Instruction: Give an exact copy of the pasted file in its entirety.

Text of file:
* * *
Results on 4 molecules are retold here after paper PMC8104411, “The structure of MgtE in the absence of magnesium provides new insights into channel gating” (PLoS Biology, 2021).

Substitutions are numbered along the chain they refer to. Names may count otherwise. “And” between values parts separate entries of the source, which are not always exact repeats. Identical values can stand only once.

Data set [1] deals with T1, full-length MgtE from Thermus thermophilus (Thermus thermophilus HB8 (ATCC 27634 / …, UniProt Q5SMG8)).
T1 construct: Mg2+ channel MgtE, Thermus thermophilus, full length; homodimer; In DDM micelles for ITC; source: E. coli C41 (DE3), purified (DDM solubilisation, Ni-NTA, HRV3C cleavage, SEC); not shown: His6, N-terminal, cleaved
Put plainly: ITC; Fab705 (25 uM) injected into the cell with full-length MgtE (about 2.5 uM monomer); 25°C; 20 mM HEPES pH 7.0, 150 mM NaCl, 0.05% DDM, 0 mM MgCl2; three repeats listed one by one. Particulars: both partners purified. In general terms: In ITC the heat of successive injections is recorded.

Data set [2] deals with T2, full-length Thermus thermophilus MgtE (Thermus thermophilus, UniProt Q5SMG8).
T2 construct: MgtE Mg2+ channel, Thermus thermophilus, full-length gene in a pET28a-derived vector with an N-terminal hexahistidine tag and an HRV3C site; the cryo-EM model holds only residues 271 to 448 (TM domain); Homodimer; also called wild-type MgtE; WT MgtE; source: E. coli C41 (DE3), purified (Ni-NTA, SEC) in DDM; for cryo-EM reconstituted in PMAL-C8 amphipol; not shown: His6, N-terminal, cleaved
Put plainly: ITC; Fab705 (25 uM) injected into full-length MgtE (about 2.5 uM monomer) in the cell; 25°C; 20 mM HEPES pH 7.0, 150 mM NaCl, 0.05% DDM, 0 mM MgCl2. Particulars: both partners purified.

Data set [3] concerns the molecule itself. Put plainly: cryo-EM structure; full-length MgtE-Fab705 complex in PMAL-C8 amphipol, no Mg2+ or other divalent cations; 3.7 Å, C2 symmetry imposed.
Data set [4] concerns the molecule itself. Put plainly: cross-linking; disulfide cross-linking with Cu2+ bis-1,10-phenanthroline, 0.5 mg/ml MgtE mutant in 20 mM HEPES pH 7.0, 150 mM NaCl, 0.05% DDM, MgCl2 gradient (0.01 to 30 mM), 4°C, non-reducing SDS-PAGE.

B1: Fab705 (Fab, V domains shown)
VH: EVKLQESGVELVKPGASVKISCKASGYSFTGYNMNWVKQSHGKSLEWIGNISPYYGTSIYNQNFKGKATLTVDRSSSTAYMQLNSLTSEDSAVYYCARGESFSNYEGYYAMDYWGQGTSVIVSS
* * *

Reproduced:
Results on 4 molecules are retold here after paper PMC8104411, “The structure of MgtE in the absence of magnesium provides new insights into channel gating” (PLoS Biology, 2021).

Substitutions are numbered along the chain they refer to. Names may count otherwise. “And” between values parts separate entries of the source, which are not always exact repeats. Identical values can stand only once.

Data set [1] deals with T1, full-length MgtE from Thermus thermophilus (Thermus thermophilus HB8 (ATCC 27634 / …, UniProt Q5SMG8)).
T1 construct: Mg2+ channel MgtE, Thermus thermophilus, full length; homodimer; In DDM micelles for ITC; source: E. coli C41 (DE3), purified (DDM solubilisation, Ni-NTA, HRV3C cleavage, SEC); not shown: His6, N-terminal, cleaved
Put plainly: ITC; Fab705 (25 uM) injected into the cell with full-length MgtE (about 2.5 uM monomer); 25°C; 20 mM HEPES pH 7.0, 150 mM NaCl, 0.05% DDM, 0 mM MgCl2; three repeats listed one by one. Particulars: both partners purified. In general terms: In ITC the heat of successive injections is recorded.

Data set [2] deals with T2, full-length Thermus thermophilus MgtE (Thermus thermophilus, UniProt Q5SMG8).
T2 construct: MgtE Mg2+ channel, Thermus thermophilus, full-length gene in a pET28a-derived vector with an N-terminal hexahistidine tag and an HRV3C site; the cryo-EM model holds only residues 271 to 448 (TM domain); Homodimer; also called wild-type MgtE; WT MgtE; source: E. coli C41 (DE3), purified (Ni-NTA, SEC) in DDM; for cryo-EM reconstituted in PMAL-C8 amphipol; not shown: His6, N-terminal, cleaved
Put plainly: ITC; Fab705 (25 uM) injected into full-length MgtE (about 2.5 uM monomer) in the cell; 25°C; 20 mM HEPES pH 7.0, 150 mM NaCl, 0.05% DDM, 0 mM MgCl2. Particulars: both partners purified.

Data set [3] concerns the molecule itself. Put plainly: cryo-EM structure; full-length MgtE-Fab705 complex in PMAL-C8 amphipol, no Mg2+ or other divalent cations; 3.7 Å, C2 symmetry imposed.
Data set [4] concerns the molecule itself. Put plainly: cross-linking; disulfide cross-linking with Cu2+ bis-1,10-phenanthroline, 0.5 mg/ml MgtE mutant in 20 mM HEPES pH 7.0, 150 mM NaCl, 0.05% DDM, MgCl2 gradient (0.01 to 30 mM), 4°C, non-reducing SDS-PAGE.

B1: Fab705 (Fab, V domains shown)
VH: EVKLQESGVELVKPGASVKISCKASGYSFTGYNMNWVKQSHGKSLEWIGNISPYYGTSIYNQNFKGKATLTVDRSSSTAYMQLNSLTSEDSAVYYCARGESFSNYEGYYAMDYWGQGTSVIVSS